Having gone to the trouble of looking around and getting a new job, waiting for your bonus and then resigning, your current firm tries to buy you back. Should you go or should you stay ?
It takes a lot for an employee to go through the process of finding another job and resigning. It can be a time-consuming and long drawn out affair. Staff rarely leave just because a so-called headhunter calls up and promises them the earth. In fact, there's usually a 'push' factor which makes the employee keen to move on - it could be pay, lack of promotion prospects, feeling undervalued or hating your boss. And it could simply be that it's just time for a change.
So, you get on your bike, dry-clean your best suit or skirt, put on your best smile and do the job interview rounds. You meet lots of great people, who all seem to have really great jobs. Even your future boss appears to be a decent sort. And the money's really good too - especially as you haven't had a pay rise for years.
But when you finally hand in your notice, all Hell breaks loose. Your current employer is all over you like a rash. All of a sudden you are a valued employee - you are offered a big pay rise to stay, and there are even promises that your firm will look at making your job more challenging. So you stay.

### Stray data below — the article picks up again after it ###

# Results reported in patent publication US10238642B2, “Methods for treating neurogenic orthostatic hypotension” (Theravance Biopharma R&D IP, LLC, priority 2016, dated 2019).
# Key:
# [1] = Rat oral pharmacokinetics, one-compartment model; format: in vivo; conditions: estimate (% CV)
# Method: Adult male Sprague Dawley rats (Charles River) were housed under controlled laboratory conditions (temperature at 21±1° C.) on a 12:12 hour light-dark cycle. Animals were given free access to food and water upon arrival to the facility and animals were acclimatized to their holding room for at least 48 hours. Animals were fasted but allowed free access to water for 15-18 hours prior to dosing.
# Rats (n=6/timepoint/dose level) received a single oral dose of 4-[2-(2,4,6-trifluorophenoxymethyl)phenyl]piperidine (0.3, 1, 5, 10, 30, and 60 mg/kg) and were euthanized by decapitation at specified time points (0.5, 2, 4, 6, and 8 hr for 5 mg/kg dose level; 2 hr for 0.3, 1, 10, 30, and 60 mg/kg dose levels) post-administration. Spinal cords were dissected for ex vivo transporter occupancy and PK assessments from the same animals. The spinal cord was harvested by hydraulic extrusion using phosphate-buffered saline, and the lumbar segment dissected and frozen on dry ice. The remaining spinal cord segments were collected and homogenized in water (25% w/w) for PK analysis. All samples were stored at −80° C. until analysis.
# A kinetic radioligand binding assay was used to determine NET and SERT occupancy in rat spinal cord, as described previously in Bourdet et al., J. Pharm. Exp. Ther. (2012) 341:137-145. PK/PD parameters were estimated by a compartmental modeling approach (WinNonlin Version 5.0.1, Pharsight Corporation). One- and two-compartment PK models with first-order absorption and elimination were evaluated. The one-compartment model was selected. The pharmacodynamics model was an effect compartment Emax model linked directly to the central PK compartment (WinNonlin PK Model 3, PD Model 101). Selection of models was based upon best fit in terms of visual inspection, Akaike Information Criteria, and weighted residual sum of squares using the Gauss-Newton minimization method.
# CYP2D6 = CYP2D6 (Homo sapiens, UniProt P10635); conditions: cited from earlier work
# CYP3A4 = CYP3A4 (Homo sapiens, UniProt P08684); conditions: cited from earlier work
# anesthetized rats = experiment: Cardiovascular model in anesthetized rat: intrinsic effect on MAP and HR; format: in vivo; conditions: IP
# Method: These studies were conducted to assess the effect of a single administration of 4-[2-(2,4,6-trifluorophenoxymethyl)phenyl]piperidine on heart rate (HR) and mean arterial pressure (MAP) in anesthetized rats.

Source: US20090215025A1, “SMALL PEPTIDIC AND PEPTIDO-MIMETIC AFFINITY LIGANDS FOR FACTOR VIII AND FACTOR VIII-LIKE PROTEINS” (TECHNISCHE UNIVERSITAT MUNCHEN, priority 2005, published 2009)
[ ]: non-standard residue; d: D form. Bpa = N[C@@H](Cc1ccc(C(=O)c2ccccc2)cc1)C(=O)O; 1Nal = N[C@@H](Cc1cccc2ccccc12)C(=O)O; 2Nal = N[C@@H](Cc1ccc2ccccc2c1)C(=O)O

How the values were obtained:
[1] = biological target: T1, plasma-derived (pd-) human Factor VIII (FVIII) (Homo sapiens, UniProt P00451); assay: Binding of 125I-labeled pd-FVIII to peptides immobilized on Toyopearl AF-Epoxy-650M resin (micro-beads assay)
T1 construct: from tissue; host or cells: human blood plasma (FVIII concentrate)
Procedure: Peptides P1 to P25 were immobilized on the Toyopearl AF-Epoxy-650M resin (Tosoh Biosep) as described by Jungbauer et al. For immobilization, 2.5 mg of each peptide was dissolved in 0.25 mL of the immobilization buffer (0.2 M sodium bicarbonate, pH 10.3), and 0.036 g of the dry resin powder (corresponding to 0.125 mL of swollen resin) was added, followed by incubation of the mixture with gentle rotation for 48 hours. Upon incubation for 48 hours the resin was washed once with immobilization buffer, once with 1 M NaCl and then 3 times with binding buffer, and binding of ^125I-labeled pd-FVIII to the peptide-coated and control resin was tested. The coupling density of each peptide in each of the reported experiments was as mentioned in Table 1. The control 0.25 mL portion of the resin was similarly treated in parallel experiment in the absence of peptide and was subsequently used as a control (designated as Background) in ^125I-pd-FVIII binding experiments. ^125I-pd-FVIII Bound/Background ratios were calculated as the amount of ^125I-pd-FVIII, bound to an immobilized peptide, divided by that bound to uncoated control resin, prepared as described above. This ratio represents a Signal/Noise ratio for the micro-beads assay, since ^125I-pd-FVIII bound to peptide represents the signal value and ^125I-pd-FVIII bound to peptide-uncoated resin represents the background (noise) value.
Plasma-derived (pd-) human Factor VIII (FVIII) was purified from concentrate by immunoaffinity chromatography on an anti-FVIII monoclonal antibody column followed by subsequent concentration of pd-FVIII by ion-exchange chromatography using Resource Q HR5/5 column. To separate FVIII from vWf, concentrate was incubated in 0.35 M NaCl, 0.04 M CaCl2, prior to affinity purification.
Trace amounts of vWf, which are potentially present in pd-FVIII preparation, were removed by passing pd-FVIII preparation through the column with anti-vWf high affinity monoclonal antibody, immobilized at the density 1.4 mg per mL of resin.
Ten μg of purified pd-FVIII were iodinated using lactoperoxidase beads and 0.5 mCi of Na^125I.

The following week you're back in the same rut - you're doing the same job, even sitting in the same seat. And the boss is back to ignoring you. Only you're getting paid more for it. You give it your best shot for a couple of months, however, and then you go back to the dry cleaners.
The good news is, when you hit the job circuit this time, your base is higher and you are able to screw your new employer for a lot more dosh. But, being a little more desperate than you were when you first started looking, the job you eventually take is not as good as the first one you originally turned down.
And your employer has lost too. Throughout the whole process, which has now taken several months, you had checked out. When you were originally looking for a job, you were distracted at work. During the buyback, you lacked focus. After you agreed to stay, you soon became demotivated. And then you started to look for a new job again.
So, the moral is - if someone resigns, it's usually in everyone's interest to let them go. People and organisations rarely change, so it's probably best to move on if you get the chance.